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Published July 20, 2016

Comics. They’re not just for collectors.

In August we’ll be celebrating Kids Comics all month long. In addition to loads of back to school themed events, we’ll have tons of amazing new and backlist kids comics available for order (KidsComicsOrderFormAug2016).STL008636

Comics and Graphic Novels are a wonderful tool to add to your arsenal of encouraging children not just to read, but to LOVE READING. Below are just a few benefits they can offer your young reader that we’ve collected from around the web.

In general, Comics and Graphic Novels are great for encouraging reading by attracting new readers and students of all ages and skill levels. They also can help parents and educators reach the most challenging student demographic: young adult males.

With illustrations that provide context clues to the written word combined with the power to capture and maintain the reader’s interest and the ability to inspire confidence by providing non-threatening practice and experience, they are ideal for early reading. With new or renewed confidence, readers will be encouraged to progress to more challenging texts.

Comics and Graphic Novels also have the power to make dynamic and relevant connections to help parents and educators teach complex social issues, historical and current events, folklore and mythology, as well as popular culture.

Comics are a great way to encourage reading and they’re especially ideal for reluctant readers,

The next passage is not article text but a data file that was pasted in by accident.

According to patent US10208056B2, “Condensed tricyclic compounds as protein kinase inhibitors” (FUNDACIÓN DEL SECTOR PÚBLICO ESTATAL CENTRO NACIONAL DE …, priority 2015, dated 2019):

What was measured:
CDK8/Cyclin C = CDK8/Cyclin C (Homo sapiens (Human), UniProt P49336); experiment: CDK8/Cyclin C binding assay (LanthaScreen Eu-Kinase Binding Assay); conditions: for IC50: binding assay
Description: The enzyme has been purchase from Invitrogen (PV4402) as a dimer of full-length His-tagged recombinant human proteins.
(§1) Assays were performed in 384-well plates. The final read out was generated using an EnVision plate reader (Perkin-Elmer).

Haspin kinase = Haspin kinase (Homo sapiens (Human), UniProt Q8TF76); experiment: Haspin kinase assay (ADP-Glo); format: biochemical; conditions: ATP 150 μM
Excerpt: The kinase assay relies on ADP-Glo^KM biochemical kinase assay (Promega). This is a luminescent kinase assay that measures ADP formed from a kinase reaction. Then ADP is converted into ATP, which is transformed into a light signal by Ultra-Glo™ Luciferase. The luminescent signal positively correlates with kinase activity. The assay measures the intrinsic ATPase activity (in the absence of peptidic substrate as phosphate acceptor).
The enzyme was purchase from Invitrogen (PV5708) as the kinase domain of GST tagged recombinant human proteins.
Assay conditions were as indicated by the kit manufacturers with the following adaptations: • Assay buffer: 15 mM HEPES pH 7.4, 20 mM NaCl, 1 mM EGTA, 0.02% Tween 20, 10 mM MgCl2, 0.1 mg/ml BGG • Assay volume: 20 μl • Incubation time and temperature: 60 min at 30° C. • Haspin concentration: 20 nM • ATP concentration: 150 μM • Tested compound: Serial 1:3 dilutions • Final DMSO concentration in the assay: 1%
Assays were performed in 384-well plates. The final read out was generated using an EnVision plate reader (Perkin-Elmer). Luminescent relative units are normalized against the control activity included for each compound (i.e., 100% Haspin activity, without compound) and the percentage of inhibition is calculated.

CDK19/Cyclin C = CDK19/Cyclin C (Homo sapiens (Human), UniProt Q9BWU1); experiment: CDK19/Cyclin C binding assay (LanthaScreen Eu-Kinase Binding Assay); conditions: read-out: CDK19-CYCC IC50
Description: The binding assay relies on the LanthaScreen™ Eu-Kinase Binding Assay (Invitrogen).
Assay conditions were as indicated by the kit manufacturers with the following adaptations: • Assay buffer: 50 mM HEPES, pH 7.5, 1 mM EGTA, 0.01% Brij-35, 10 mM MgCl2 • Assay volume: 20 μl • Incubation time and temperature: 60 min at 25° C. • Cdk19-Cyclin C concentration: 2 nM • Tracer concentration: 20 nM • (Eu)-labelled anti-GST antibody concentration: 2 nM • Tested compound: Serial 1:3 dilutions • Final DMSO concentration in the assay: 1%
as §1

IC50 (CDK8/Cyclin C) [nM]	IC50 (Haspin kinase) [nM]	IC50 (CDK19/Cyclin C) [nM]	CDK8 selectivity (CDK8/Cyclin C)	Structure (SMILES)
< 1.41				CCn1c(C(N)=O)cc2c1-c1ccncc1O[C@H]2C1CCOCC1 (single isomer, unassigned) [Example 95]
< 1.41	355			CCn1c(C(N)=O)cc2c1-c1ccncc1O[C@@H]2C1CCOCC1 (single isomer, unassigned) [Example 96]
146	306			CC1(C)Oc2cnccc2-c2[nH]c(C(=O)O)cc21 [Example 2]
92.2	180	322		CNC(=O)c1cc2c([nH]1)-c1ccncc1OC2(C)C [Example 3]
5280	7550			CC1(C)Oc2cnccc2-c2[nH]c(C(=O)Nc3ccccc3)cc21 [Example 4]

“For those readers whose reluctance stems from an ongoing struggle to decode text or comprehend stories, they may be unable to visualize in their minds. For such readers, comics are ideal — by their very nature, comics use the combination of visuals and text to tell a complete story, thereby increasing a student’s visual literacy and acting as an assistive device. Far from being easier to read, though, comics are actually just as challenging as traditional text: the student is engaging in higher-level reading skills because he or she must be able understand the sequencing of each panel while following the text and art at the same time. As Brenda Pennella, a fifth grade teacher from Williamsport, PA, put it:

“With graphic novels, the scaffolding necessary to build solid readers is in the architecture of the genre. The illustrations not only support the text, they are a part of the text. Students are given context clues within the subtle and sometime not so subtle expressions, symbols and actions of the characters within the story. Vocabulary is also supported within the illustrations and text. The framework or grid layout of this art form lends itself perfectly to the predicting strategies needed to reach higher-level understanding in reading comprehension.””

Comics and Graphic Novels can also be a useful tool for English as a Second Language

“the odds are good that your students have already read comics in their native language. Take advantage of this fact by having students bring in their own comics to translate into English”

Consider that “The presence of comics in a junior high school library resulted in a dramatic 82% increase in library traffic and a 30% increase in circulation of non-comic books. (Dorrell & Carroll, School Library Journal),” and imagine the good they can do in your own home.